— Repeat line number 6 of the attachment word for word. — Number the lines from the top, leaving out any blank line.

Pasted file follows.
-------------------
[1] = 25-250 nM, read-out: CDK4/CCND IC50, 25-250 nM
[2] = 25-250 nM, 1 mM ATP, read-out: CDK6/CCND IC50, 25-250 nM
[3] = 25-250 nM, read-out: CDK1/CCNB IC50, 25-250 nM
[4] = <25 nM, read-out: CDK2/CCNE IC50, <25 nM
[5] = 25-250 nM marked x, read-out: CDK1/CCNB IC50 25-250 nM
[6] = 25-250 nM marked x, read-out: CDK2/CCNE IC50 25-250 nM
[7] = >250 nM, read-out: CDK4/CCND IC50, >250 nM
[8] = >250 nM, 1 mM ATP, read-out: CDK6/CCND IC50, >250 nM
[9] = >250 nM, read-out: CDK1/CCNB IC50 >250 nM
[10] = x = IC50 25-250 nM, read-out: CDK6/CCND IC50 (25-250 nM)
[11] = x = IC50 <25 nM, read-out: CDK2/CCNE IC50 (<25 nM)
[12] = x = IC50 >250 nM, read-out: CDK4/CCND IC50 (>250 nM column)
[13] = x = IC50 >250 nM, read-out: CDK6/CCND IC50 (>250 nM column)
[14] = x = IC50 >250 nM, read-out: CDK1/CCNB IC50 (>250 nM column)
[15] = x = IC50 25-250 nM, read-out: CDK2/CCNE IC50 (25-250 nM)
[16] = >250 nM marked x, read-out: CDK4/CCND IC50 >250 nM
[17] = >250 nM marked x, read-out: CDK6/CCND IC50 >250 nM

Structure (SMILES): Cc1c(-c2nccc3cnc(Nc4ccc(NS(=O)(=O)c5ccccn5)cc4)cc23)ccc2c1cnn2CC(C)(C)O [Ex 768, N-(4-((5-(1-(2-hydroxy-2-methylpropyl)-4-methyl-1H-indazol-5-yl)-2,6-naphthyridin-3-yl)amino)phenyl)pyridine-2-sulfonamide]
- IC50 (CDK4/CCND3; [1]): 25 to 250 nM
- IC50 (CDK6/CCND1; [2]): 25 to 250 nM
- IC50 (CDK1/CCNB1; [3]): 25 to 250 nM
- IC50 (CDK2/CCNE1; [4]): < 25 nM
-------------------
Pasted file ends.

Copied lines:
[6] = 25-250 nM marked x, read-out: CDK2/CCNE IC50 25-250 nM